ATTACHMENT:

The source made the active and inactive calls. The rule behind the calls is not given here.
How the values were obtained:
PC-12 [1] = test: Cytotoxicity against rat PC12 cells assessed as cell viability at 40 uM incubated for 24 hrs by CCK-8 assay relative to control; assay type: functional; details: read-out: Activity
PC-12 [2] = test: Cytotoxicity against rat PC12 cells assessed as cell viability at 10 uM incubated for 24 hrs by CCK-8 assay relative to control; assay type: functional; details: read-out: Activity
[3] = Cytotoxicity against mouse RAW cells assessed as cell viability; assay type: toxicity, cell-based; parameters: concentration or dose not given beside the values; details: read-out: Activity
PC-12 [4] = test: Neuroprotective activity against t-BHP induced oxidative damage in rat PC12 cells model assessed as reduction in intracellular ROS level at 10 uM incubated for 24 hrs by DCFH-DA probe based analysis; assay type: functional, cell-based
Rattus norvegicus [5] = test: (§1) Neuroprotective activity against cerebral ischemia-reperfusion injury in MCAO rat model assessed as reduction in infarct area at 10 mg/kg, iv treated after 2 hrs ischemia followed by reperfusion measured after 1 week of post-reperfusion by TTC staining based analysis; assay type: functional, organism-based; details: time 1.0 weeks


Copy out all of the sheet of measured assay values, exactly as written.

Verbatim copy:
The source made the active and inactive calls. The rule behind the calls is not given here.
How the values were obtained:
PC-12 [1] = test: Cytotoxicity against rat PC12 cells assessed as cell viability at 40 uM incubated for 24 hrs by CCK-8 assay relative to control; assay type: functional; details: read-out: Activity
PC-12 [2] = test: Cytotoxicity against rat PC12 cells assessed as cell viability at 10 uM incubated for 24 hrs by CCK-8 assay relative to control; assay type: functional; details: read-out: Activity
[3] = Cytotoxicity against mouse RAW cells assessed as cell viability; assay type: toxicity, cell-based; parameters: concentration or dose not given beside the values; details: read-out: Activity
PC-12 [4] = test: Neuroprotective activity against t-BHP induced oxidative damage in rat PC12 cells model assessed as reduction in intracellular ROS level at 10 uM incubated for 24 hrs by DCFH-DA probe based analysis; assay type: functional, cell-based
Rattus norvegicus [5] = test: (§1) Neuroprotective activity against cerebral ischemia-reperfusion injury in MCAO rat model assessed as reduction in infarct area at 10 mg/kg, iv treated after 2 hrs ischemia followed by reperfusion measured after 1 week of post-reperfusion by TTC staining based analysis; assay type: functional, organism-based; details: time 1.0 weeks